Tuesday, July 15, 2008

Shot down by the EU

click the pic to enlarge
As Bloomberg tartly remarks (one of only two media outlets to cover the event), Britain's Douglas DC-3 aircraft survived World War II and the Berlin Airlift. They won't survive the European Union.

Today, EU rules come into force that require aircraft used for commercial passenger flights, even vintage models, to incorporate safety features found on modern airliners, including such delights as oxygen masks, weather radar and escape chutes - requirements which make operating these aircraft totally uneconomic.

The rules are patently absurd for vintage aircraft, the Dakota in particular which only flies in clear weather, at altitudes low enough to breathe, and with exits about four feet off the ground. Nevertheless, the "one size fits all" mentality of the loathsome "colleagues" has reached out to swat down a cherished piece of our aviation heritage, taking out the UK's last three DC-3s.

"It's bureaucracy gone mad," said Trevor Cherrington, 49, a civil servant who paid £90 for one of the aircraft's last excursions. "If they've been flying this many years, how have they suddenly become dangerous?"

Well he might ask, as indeed we did in February when we first picked this up, observing that, what was good enough for the troops who liberated Europe, and the women and children of Berlin is not good enough for the EU.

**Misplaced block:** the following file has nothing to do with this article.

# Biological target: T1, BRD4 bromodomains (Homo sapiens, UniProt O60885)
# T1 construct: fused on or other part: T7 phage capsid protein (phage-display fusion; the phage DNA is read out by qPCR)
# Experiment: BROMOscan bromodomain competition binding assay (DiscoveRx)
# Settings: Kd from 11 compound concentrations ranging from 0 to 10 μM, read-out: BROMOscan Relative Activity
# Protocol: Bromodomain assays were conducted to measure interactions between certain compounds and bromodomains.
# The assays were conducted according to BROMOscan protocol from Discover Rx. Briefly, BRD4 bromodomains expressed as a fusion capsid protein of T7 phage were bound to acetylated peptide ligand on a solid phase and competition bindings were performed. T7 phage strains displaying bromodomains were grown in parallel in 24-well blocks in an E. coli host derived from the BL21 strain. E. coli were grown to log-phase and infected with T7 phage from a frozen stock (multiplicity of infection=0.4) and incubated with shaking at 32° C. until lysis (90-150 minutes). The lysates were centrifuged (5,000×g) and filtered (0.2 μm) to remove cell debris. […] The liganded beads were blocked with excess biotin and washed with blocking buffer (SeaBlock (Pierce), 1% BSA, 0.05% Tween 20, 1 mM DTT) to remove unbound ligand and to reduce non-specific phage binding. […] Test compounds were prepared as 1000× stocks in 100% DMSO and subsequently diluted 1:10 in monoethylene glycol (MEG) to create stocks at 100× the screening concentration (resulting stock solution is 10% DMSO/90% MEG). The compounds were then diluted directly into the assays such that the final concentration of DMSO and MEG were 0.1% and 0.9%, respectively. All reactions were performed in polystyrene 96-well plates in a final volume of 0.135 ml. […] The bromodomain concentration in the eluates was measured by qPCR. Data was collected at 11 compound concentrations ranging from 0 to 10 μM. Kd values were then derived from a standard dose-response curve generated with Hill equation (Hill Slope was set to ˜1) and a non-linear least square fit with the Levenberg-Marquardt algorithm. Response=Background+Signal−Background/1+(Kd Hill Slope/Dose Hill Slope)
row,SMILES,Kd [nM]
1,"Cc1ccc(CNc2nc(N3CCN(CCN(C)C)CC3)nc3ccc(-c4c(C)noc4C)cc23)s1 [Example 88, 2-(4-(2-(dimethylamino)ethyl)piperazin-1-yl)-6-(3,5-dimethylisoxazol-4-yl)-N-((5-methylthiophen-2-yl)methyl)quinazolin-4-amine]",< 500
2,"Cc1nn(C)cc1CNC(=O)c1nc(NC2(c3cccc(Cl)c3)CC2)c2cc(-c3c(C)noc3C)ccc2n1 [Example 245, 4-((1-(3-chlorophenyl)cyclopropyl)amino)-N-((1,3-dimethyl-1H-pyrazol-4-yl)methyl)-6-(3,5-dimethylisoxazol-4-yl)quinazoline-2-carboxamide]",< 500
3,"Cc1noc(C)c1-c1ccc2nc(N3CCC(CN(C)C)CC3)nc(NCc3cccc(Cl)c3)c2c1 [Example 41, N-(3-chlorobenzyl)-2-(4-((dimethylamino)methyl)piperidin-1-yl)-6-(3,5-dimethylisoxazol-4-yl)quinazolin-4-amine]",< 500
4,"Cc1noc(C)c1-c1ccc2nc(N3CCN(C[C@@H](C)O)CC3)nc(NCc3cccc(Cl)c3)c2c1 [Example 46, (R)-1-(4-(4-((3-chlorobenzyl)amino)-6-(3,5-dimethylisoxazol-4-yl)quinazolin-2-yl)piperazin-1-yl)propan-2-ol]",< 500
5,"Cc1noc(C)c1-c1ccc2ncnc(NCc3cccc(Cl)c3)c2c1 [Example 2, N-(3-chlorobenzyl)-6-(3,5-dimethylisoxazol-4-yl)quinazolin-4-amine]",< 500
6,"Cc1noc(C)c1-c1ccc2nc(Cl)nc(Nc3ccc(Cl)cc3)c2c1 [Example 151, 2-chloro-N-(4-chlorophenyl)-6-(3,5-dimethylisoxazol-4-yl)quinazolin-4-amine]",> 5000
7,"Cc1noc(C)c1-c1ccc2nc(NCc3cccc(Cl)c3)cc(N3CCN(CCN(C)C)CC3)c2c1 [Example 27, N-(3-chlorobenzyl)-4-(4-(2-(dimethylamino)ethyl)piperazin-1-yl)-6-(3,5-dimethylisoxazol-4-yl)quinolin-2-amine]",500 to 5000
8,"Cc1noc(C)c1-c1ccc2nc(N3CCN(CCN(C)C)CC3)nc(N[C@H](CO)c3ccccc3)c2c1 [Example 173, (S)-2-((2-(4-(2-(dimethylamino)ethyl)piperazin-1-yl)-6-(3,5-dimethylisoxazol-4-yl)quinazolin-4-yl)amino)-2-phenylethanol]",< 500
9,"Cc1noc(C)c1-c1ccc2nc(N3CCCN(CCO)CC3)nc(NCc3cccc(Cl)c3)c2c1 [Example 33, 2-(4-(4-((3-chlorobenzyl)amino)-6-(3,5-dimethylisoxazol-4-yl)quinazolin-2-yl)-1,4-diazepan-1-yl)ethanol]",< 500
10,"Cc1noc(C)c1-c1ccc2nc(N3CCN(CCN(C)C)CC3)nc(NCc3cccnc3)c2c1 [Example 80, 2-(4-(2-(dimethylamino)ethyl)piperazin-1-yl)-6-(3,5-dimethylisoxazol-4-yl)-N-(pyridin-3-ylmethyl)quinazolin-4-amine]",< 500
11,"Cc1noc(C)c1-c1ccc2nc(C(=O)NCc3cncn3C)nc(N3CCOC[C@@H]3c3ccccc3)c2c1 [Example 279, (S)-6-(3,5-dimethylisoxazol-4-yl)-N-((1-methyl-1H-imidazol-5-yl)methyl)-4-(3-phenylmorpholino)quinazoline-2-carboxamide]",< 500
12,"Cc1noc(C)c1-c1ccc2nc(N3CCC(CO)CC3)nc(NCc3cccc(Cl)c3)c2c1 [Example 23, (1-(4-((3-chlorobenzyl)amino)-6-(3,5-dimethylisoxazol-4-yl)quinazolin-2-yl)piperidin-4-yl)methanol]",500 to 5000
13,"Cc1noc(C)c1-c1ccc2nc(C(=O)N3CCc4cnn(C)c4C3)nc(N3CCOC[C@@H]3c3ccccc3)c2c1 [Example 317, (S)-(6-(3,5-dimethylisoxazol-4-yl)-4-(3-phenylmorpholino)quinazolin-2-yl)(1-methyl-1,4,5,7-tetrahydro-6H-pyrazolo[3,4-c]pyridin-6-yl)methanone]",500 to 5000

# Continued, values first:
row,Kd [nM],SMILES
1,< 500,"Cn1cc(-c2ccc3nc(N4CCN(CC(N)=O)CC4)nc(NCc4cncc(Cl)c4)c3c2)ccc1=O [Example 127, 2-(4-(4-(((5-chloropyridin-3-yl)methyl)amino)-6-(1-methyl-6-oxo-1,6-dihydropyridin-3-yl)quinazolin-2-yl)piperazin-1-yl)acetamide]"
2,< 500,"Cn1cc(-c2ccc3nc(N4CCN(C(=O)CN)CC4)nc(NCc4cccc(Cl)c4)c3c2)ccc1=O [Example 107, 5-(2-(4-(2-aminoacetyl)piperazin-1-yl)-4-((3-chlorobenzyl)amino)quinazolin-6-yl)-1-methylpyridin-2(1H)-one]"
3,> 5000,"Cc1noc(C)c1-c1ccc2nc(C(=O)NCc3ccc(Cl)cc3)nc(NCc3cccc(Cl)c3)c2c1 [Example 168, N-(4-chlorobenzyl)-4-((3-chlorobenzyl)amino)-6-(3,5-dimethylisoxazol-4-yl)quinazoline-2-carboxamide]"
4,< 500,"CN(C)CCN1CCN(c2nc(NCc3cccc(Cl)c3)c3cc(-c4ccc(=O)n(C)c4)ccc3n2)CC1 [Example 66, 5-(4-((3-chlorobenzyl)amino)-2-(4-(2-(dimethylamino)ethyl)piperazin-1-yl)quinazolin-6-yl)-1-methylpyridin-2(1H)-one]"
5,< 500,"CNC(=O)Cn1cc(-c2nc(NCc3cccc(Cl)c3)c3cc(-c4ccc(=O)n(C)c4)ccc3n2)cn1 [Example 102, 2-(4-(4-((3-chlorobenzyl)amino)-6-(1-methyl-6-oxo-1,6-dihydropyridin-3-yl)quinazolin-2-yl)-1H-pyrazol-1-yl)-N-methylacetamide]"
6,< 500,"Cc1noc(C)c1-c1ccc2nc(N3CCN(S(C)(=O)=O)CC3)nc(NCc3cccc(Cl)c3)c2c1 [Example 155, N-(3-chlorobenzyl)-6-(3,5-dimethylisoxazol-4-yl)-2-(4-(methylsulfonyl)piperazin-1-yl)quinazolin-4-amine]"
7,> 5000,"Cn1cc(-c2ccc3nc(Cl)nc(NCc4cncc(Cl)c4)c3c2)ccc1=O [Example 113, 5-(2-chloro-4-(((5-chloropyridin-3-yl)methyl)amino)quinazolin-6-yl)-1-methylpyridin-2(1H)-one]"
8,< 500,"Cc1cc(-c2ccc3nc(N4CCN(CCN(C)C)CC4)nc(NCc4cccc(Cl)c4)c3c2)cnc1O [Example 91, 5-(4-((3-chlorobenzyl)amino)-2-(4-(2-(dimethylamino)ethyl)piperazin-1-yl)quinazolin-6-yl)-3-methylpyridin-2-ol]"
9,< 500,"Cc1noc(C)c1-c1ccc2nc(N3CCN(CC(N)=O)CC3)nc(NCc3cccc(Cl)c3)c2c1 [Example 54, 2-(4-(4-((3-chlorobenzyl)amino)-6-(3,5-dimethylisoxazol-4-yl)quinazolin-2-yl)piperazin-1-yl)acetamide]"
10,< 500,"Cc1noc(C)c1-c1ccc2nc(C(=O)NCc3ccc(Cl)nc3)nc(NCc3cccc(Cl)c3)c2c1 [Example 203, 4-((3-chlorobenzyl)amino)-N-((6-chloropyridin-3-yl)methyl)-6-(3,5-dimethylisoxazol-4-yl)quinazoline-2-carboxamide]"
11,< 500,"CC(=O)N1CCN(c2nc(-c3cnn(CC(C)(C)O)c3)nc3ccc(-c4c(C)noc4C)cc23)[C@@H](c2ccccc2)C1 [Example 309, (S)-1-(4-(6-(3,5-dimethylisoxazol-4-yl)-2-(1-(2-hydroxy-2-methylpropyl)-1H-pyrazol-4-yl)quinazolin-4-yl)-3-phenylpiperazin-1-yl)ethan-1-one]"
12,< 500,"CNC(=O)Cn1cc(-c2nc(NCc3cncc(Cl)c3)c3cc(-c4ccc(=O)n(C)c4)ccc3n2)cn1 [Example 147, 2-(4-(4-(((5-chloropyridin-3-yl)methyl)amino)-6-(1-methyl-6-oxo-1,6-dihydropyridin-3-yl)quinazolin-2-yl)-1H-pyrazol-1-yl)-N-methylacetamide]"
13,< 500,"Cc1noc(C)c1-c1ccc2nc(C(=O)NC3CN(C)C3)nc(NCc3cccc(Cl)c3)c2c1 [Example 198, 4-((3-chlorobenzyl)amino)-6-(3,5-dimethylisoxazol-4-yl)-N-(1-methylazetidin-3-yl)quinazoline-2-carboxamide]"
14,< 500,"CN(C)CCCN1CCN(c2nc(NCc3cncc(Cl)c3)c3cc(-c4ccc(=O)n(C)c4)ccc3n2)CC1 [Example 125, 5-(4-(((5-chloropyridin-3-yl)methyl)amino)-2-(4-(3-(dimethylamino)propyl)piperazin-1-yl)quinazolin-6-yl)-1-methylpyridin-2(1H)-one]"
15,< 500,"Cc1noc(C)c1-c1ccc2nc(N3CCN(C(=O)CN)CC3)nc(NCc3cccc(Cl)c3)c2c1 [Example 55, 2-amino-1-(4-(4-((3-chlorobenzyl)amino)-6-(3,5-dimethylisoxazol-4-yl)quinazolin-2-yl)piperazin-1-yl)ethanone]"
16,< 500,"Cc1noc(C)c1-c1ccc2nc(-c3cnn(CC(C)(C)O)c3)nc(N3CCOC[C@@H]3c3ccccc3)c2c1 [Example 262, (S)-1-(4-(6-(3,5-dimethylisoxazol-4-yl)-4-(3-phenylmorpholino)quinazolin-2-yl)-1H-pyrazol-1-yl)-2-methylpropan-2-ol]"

The story was picked up by Christopher Booker in his column that month, following which Tory defence spokesman Gerard Howarth intervened, with a pledge to get this insane piece of nannying reversed.

So far, Mr Howarth has not succeeded, although Bloomberg tells us that the EU commission might be prepared to consider a derogation if some of the required modifications are made.

But, for Richard Parr, of Coventry-based Air Atlantique – the last UK commercial operator of the Dakota - this is a chicken and egg situation. "From a business point of view," he says, "we can't invest in the aircraft without knowing for sure whether they'll be able to fly or not."

For the moment, therefore, it looks as if the Dakota is grounded and while its passing will be mourned by hundreds of thousands of aviation enthusiasts, another remarkable facet of this whole affair is the lack of media (and political) interest – the only other media outlet covering the demise of the Dakota being the Belfast Telegraph.

As we remarked earlier, on the first flight of the rebuilt Vulcan, heritage aviation is probably one of the most popular spectator attractions in the country, events routinely attracting crowds in their hundreds of thousands - far more than football, in which every grubby little politician professes to take an interest, seeking to demonstrate an affinity with the "common man". It is thus a measure of how far the "colleagues", our own politicians and the media are up their own backsides that they can treat our passion with such disdain.

As we noted then, but extend our comments to the whole ragbag of these foul excrescences, they know diddly squat about what makes us tick – and care less. No wonder the majority of us, quite rightly, have little but contempt for them - especially as the Junkers Ju-52 flies on.


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